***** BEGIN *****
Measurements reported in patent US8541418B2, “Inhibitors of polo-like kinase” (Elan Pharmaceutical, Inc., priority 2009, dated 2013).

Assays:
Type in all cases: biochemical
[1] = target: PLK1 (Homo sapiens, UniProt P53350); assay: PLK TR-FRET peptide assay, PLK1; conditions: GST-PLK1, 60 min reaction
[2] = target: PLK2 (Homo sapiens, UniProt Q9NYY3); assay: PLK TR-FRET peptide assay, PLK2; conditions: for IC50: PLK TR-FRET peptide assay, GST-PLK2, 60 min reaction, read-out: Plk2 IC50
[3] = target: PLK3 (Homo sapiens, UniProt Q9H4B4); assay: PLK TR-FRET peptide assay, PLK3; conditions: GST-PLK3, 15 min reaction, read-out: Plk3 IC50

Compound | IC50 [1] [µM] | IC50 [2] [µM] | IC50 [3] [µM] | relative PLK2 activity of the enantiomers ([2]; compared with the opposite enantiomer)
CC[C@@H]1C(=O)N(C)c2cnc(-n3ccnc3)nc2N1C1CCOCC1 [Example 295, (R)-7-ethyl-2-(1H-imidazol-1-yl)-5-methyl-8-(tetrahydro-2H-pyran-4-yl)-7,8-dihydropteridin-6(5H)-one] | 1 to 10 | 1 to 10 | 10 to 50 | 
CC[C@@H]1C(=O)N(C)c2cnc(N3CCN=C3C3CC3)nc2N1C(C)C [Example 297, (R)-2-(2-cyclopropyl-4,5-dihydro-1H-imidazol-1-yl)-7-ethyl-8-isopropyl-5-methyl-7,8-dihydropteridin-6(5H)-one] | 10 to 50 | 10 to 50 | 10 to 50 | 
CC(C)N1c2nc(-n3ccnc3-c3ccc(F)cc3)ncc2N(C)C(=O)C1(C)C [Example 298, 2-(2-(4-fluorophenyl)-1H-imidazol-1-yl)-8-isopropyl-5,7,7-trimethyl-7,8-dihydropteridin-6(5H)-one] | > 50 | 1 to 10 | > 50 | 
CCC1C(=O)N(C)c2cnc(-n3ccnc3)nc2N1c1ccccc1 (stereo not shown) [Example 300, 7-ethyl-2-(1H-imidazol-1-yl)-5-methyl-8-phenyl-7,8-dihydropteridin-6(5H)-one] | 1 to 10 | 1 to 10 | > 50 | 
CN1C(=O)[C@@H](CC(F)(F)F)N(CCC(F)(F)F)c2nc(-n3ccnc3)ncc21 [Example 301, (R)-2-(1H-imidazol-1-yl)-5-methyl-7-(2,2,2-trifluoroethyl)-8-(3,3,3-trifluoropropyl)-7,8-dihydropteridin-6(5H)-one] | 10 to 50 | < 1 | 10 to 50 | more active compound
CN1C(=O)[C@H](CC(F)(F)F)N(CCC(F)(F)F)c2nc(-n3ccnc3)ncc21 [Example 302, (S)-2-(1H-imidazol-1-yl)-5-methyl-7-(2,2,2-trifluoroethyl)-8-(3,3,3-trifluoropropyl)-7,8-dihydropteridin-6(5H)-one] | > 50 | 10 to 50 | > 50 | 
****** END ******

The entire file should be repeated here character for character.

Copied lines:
Measurements reported in patent US8541418B2, “Inhibitors of polo-like kinase” (Elan Pharmaceutical, Inc., priority 2009, dated 2013).

Assays:
Type in all cases: biochemical
[1] = target: PLK1 (Homo sapiens, UniProt P53350); assay: PLK TR-FRET peptide assay, PLK1; conditions: GST-PLK1, 60 min reaction
[2] = target: PLK2 (Homo sapiens, UniProt Q9NYY3); assay: PLK TR-FRET peptide assay, PLK2; conditions: for IC50: PLK TR-FRET peptide assay, GST-PLK2, 60 min reaction, read-out: Plk2 IC50
[3] = target: PLK3 (Homo sapiens, UniProt Q9H4B4); assay: PLK TR-FRET peptide assay, PLK3; conditions: GST-PLK3, 15 min reaction, read-out: Plk3 IC50

Compound | IC50 [1] [µM] | IC50 [2] [µM] | IC50 [3] [µM] | relative PLK2 activity of the enantiomers ([2]; compared with the opposite enantiomer)
CC[C@@H]1C(=O)N(C)c2cnc(-n3ccnc3)nc2N1C1CCOCC1 [Example 295, (R)-7-ethyl-2-(1H-imidazol-1-yl)-5-methyl-8-(tetrahydro-2H-pyran-4-yl)-7,8-dihydropteridin-6(5H)-one] | 1 to 10 | 1 to 10 | 10 to 50 | 
CC[C@@H]1C(=O)N(C)c2cnc(N3CCN=C3C3CC3)nc2N1C(C)C [Example 297, (R)-2-(2-cyclopropyl-4,5-dihydro-1H-imidazol-1-yl)-7-ethyl-8-isopropyl-5-methyl-7,8-dihydropteridin-6(5H)-one] | 10 to 50 | 10 to 50 | 10 to 50 | 
CC(C)N1c2nc(-n3ccnc3-c3ccc(F)cc3)ncc2N(C)C(=O)C1(C)C [Example 298, 2-(2-(4-fluorophenyl)-1H-imidazol-1-yl)-8-isopropyl-5,7,7-trimethyl-7,8-dihydropteridin-6(5H)-one] | > 50 | 1 to 10 | > 50 | 
CCC1C(=O)N(C)c2cnc(-n3ccnc3)nc2N1c1ccccc1 (stereo not shown) [Example 300, 7-ethyl-2-(1H-imidazol-1-yl)-5-methyl-8-phenyl-7,8-dihydropteridin-6(5H)-one] | 1 to 10 | 1 to 10 | > 50 | 
CN1C(=O)[C@@H](CC(F)(F)F)N(CCC(F)(F)F)c2nc(-n3ccnc3)ncc21 [Example 301, (R)-2-(1H-imidazol-1-yl)-5-methyl-7-(2,2,2-trifluoroethyl)-8-(3,3,3-trifluoropropyl)-7,8-dihydropteridin-6(5H)-one] | 10 to 50 | < 1 | 10 to 50 | more active compound
CN1C(=O)[C@H](CC(F)(F)F)N(CCC(F)(F)F)c2nc(-n3ccnc3)ncc21 [Example 302, (S)-2-(1H-imidazol-1-yl)-5-methyl-7-(2,2,2-trifluoroethyl)-8-(3,3,3-trifluoropropyl)-7,8-dihydropteridin-6(5H)-one] | > 50 | 10 to 50 | > 50 | 